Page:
August 31, 2014
Last week’s story of the Lunch-Lady’s traffic adventures raised questions about the basic nature of the forgiveness process.
In the story, the Cut-in-Front Lady and the Angry Gesturing Man both behaved in less than desirable ways. In thinking through forgiveness issues we will certainly return to their behaviors for consideration at a later time. Today, however, I want to reconsider the issue raised by the Lunch-Lady’s response.
In a magnanimous fashion Lunch-Lady declared both the Cut-in-Front Lady and the Angry Gesturing Man “forgiven,” making her forgiveness something I labelled a judicial decision. Despite the Lunch-Lady’s good intentions, her behavior (in my opinion) raised a question about the appropriateness of her “forgiving” response.
Think again with me about the story.
The Cut-in-Front Lady certainly caused the Lunch-Lady to exercise some quick defensive driving tactics in order to avoid accident and potential injury to both herself and others. At this point we are likely to agree with the Lunch Lady: the Cut-in-Front Lady demonstrated poor driving skills and (possibly) a careless attitude—not good.
But not so quick. Seriously considered, do poor driving skills and carelessness require forgiveness?
Certainly these behaviors offended and aggravated the Lunch Lady. What is less clear is the matter of injury. Had the Cut-in-Front Lady injured the Lunch Lady? The answer to that question, of course, depends on a number of things, beginning with the belief system of the Lunch Lady.
Suppose that the Lunch Lady believed that the law entitled her to drive I-25 without risk or sense of discomfort. If that were true, then (from the Lunch Lady’s point of view) both the Cut-in-Front Lady and the Angry Gesturing Man were guilty of violating this law and needed forgiveness for their infraction of the law. In this case, forgiveness granted appropriately, and brownie points to the Lunch Lady.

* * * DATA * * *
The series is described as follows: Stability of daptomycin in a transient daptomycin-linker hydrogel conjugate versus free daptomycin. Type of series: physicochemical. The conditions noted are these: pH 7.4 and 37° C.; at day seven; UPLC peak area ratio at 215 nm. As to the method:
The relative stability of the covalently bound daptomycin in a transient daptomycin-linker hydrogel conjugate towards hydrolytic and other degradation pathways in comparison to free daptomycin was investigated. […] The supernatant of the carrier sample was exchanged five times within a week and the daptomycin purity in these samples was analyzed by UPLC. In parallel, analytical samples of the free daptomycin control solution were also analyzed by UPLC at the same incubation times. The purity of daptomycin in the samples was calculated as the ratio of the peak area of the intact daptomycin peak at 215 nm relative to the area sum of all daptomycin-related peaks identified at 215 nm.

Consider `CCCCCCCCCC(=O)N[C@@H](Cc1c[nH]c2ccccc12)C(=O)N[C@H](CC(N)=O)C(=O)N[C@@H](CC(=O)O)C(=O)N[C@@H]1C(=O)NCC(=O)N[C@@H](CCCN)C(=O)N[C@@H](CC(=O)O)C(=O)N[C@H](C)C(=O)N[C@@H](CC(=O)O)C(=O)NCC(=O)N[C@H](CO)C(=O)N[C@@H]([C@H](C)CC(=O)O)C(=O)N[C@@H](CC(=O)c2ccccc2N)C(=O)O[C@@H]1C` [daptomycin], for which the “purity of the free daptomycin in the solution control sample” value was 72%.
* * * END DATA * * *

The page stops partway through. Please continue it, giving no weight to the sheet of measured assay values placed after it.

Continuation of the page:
But there are at least two serious snags in this tidy scenario.
First, the Lunch Lady made no distinction between offense and injury. Is there a significant difference between offense and injury? Could the Lunch Lady rightfully say, “I was offended so this means I was injured.”? Does the forgiveness process apply to offense in the same manner forgiveness is relevant to injury?
And further, THE LAW to which the Lunch Lady non-verbally appealed merits a second look. Under careful examination, this version of “law” incorporates something suspiciously similar to a sense of personal entitlement. Does the “law” actually require all drivers on I-25 to drive at all times in such a manner that the Lunch-Lady’s comfort and sense of well-being remain unchallenged?
If we take forgiveness as a significant obligation of mature living, then no matter how commonplace the traffic story, we are faced with two serious issues.
Are offense and injury indistinguishable in the context of forgiveness? When I am offended, does the person who offended me need my forgiveness? When I offend, then must I seek forgiveness of the person I have offended? What is the relationship between offense and injury? An how does my personal sense of entitlement obligate others with whom I relate?
In growing up—or at least in growing older—most of us have been forced to come to grips with two aspects of reality: life is not always fair; people are often not nice.
Thinking with you that forgiveness is not easily defined in the context of life the way it is.
See you next week.